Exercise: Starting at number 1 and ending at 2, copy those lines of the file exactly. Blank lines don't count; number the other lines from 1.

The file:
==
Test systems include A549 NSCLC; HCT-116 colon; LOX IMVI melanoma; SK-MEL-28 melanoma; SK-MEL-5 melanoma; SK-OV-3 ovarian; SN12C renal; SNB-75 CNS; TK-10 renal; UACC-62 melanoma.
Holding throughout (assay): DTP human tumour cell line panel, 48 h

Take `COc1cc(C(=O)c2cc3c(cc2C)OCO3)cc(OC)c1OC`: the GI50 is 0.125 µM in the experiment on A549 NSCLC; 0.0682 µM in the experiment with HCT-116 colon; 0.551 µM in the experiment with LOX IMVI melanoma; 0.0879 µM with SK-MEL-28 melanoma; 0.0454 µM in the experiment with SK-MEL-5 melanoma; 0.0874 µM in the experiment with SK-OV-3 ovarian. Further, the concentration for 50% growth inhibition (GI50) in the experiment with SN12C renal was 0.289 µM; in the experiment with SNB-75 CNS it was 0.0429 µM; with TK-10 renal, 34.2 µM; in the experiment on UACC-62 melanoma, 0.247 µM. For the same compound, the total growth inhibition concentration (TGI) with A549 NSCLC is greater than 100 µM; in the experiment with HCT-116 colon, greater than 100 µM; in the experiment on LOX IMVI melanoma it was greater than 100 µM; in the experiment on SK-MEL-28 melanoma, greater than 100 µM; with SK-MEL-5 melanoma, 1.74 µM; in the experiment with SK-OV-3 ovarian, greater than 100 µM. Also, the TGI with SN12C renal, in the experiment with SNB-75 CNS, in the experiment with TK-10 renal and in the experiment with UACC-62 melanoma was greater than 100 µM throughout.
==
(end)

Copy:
Test systems include A549 NSCLC; HCT-116 colon; LOX IMVI melanoma; SK-MEL-28 melanoma; SK-MEL-5 melanoma; SK-OV-3 ovarian; SN12C renal; SNB-75 CNS; TK-10 renal; UACC-62 melanoma.
Holding throughout (assay): DTP human tumour cell line panel, 48 h